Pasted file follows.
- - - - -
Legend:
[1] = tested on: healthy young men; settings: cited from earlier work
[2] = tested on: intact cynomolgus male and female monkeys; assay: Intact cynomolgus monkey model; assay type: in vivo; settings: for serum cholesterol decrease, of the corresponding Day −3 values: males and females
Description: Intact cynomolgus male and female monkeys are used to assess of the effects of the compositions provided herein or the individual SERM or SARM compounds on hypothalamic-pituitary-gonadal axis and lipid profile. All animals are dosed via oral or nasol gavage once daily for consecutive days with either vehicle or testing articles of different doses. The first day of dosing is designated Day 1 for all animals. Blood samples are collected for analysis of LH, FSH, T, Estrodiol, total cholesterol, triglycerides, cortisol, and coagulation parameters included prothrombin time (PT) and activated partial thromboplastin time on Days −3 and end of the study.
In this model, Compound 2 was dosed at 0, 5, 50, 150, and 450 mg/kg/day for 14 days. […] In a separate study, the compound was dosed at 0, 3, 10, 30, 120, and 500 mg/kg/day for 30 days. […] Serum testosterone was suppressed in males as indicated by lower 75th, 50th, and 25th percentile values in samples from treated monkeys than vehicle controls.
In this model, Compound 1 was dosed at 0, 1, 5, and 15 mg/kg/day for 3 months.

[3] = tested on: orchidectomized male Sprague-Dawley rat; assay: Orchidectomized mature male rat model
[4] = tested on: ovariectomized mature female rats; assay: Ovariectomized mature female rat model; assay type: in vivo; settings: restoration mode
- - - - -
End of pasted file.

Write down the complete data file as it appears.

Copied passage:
Legend:
[1] = tested on: healthy young men; settings: cited from earlier work
[2] = tested on: intact cynomolgus male and female monkeys; assay: Intact cynomolgus monkey model; assay type: in vivo; settings: for serum cholesterol decrease, of the corresponding Day −3 values: males and females
Description: Intact cynomolgus male and female monkeys are used to assess of the effects of the compositions provided herein or the individual SERM or SARM compounds on hypothalamic-pituitary-gonadal axis and lipid profile. All animals are dosed via oral or nasol gavage once daily for consecutive days with either vehicle or testing articles of different doses. The first day of dosing is designated Day 1 for all animals. Blood samples are collected for analysis of LH, FSH, T, Estrodiol, total cholesterol, triglycerides, cortisol, and coagulation parameters included prothrombin time (PT) and activated partial thromboplastin time on Days −3 and end of the study.
In this model, Compound 2 was dosed at 0, 5, 50, 150, and 450 mg/kg/day for 14 days. […] In a separate study, the compound was dosed at 0, 3, 10, 30, 120, and 500 mg/kg/day for 30 days. […] Serum testosterone was suppressed in males as indicated by lower 75th, 50th, and 25th percentile values in samples from treated monkeys than vehicle controls.
In this model, Compound 1 was dosed at 0, 1, 5, and 15 mg/kg/day for 3 months.

[3] = tested on: orchidectomized male Sprague-Dawley rat; assay: Orchidectomized mature male rat model
[4] = tested on: ovariectomized mature female rats; assay: Ovariectomized mature female rat model; assay type: in vivo; settings: restoration mode